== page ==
All the important remarks collected through the trials and the interviews can be related to three main issues: lack of motivation, need for flexibility, and heterogeneity. Starting from heterogeneity, the group of learners has proved to vary extremely concerning the competence in both sign and written language. Some grammar elements typically included in the A1 level were not grasped by the learners assessed as B1, and vice-versa, higher-level topics were well mastered by students assessed as A2. Despite knowing from the existing literature [12, 14] which peculiarities are found amongst written Italian productions by deaf people, the grammar difficulties arose unexpectedly from different students at different times during the lessons. With the students being such a heterogeneous group, it was necessary to adapt the lesson to individual needs; for instance, the teacher had to spend some time individually with each student to revise previous topics. This required the teacher to show a great deal of flexibility. Finally, motivation proved to be the biggest obstacle to the learning process. As previously mentioned, most deaf learners struggle with the national language during their school years and they refuse to face it again, especially if they are in their last years of secondary school, when they already imagine a learning-free future. In order to foster their inner motivation, the partners agreed to interview deaf role-models who achieved high job positions and possess a good competence in the national written language. During the lessons, some strategies to raise motivation were used, such as: give the students more responsibility (e.g. assign specific roles in tasks); use their competitiveness in a positive way (e.g. language games in teams); and praise the students’ efforts.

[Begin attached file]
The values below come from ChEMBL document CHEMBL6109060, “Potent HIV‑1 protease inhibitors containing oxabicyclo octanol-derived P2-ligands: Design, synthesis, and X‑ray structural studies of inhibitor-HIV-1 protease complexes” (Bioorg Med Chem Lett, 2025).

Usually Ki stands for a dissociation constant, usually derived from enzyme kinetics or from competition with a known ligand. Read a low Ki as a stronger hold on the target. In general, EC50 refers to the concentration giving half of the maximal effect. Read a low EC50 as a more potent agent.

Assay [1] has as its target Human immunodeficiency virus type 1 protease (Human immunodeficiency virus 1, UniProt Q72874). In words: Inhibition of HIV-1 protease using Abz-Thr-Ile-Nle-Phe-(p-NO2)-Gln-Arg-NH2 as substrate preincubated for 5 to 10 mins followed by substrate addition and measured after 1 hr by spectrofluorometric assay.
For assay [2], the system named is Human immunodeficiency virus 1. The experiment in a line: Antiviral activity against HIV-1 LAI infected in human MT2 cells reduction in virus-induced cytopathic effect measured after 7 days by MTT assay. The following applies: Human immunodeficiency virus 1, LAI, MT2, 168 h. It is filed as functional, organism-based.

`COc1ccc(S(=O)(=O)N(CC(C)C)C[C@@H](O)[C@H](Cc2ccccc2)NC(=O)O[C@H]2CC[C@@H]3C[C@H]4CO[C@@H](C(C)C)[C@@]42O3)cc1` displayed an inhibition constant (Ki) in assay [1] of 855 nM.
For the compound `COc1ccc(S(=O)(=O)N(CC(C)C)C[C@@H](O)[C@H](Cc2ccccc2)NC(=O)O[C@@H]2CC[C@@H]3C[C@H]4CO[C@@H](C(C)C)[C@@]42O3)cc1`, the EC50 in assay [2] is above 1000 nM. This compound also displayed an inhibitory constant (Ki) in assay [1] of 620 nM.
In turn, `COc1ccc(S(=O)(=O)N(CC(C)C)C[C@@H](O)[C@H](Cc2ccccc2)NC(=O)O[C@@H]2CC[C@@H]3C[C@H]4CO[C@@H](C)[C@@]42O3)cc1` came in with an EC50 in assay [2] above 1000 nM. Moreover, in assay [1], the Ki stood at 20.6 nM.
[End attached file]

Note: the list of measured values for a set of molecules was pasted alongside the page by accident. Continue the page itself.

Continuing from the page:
3.2 Trial Lessons in Austria